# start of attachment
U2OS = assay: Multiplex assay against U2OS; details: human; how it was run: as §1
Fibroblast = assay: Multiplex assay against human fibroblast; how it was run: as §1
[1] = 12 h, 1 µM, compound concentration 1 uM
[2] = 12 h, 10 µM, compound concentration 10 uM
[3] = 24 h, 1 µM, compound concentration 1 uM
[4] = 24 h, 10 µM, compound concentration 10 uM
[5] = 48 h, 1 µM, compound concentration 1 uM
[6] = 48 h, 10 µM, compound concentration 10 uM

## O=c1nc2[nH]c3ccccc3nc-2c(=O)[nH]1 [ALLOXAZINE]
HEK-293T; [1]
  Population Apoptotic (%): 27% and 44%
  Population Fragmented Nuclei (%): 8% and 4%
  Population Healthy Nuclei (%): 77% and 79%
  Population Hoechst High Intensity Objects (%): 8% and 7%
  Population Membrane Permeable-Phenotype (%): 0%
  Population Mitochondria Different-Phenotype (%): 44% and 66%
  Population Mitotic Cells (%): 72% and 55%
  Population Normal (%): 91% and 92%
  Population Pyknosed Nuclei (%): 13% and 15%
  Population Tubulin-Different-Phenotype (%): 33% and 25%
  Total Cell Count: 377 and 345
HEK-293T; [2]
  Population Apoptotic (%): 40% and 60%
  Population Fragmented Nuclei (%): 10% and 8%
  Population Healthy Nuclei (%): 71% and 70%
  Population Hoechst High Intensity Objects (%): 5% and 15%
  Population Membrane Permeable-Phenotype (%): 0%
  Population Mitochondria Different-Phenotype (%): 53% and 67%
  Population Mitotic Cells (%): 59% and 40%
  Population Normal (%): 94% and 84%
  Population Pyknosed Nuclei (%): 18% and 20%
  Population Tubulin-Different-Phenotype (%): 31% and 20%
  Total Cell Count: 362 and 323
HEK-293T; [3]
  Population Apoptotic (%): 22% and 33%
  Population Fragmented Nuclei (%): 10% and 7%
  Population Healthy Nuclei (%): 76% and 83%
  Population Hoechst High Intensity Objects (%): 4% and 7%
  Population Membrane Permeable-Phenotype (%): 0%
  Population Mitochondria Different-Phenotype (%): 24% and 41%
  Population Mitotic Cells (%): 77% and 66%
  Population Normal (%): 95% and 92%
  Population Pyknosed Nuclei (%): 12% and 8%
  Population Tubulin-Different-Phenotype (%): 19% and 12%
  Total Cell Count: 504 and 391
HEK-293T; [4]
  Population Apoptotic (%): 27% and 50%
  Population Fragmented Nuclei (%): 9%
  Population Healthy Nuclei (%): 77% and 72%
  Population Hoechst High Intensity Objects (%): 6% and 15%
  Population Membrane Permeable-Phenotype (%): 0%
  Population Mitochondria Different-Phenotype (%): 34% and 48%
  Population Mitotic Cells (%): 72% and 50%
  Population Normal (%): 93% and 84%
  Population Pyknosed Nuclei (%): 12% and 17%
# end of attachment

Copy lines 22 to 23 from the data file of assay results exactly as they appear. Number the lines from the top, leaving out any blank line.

HEK-293T; [2]
  Population Apoptotic (%): 40% and 60%